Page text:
These majestic types of hawks in Vermont signify that a healthy ecosystem exists in this part of North America!
7. Broad-winged Hawk
The Broad-winged Hawk is a common species of hawk found in the states of Vermont and Massachusetts, as well as throughout much of the eastern United States.
These types of hawks in Vermont are medium-sized with broad wingspans, typically ranging from 35–45 inches long.
They are mostly dark brown on the top side, with light buffy underparts and white patches on their tails.
The Broad-winged Hawk is a medium-sized raptor with extensive grayish-brown plumage covering most of its body and head.
Adults have a distinct light bar on their wings when perched, distinguishing them from other raptors.
The legs and feet are yellowish, while their bellies have fine darker streaks distributed across them. Their long wingspan allows them to soar through the sky while hunting prey.
These majestic hawks typically spend their summers in boreal forests near open areas, hunting for small animals, reptiles, insects, and occasionally small mammals such as rabbits and squirrels.
As autumn approaches, they migrate southward along the east coast before heading back up north again with springtime temperatures.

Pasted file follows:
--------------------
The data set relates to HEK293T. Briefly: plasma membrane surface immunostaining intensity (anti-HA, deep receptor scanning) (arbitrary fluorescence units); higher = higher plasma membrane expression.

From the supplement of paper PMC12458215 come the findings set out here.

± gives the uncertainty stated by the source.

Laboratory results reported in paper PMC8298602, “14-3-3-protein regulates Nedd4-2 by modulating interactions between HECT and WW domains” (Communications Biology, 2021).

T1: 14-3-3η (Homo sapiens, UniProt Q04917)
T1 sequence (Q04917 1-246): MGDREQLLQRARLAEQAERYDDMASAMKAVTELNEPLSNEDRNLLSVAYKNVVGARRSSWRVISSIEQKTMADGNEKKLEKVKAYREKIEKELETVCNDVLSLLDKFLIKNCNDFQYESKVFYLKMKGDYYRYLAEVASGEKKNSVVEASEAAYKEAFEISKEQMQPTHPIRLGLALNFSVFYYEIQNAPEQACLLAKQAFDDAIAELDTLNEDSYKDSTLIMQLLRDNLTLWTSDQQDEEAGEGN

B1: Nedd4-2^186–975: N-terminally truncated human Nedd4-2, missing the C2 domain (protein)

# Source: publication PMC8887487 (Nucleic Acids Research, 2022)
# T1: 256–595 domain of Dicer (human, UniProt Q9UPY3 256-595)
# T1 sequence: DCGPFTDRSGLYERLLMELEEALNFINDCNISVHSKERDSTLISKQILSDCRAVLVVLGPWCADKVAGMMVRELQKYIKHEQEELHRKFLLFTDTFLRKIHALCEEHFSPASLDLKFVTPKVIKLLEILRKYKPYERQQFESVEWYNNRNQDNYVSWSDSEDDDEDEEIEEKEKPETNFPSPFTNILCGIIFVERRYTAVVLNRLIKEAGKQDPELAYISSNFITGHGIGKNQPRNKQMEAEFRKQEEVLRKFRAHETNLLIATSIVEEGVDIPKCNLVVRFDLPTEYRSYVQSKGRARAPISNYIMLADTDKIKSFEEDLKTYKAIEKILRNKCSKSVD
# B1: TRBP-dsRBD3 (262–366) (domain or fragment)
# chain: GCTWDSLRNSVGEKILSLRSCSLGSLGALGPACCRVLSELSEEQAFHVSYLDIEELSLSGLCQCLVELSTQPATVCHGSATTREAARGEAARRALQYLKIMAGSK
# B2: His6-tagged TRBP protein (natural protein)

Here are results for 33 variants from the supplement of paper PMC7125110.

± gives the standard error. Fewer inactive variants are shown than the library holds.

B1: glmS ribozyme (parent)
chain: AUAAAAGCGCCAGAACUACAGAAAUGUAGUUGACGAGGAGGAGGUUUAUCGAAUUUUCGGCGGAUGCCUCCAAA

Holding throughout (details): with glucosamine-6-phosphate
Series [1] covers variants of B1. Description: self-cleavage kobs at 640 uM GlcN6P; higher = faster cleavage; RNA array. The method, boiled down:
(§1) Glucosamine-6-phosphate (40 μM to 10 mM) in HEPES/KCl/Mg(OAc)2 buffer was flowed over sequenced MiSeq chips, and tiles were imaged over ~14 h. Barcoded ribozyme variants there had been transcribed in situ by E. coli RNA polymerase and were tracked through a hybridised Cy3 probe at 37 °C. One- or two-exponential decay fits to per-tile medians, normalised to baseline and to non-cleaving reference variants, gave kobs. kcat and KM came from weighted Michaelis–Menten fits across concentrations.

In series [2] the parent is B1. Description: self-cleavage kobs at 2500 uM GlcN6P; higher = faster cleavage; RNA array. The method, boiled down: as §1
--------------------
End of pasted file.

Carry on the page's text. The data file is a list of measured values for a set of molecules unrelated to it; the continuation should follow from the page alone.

During migration seasons, they often fly low over wooded areas to catch thermal updrafts, which facilitate gliding over long distances without much effort expended during flight.
The Broad-winged Hawk is an impressive raptor species best identified by its distinctive wing markings when perched alongside its medium size body shape registering between 35 – 45 inches long, making it larger than most comparable-sized raptors in Vermont regions.
It’s primarily a hunter living off smaller animals.
Still, it will also venture into open spaces to feed off insects or frogs whenever allowed to make it one of nature’s great adaptable predators whether living in cold northerly climates or warmer southern ones instead!
8. Rough-legged Hawk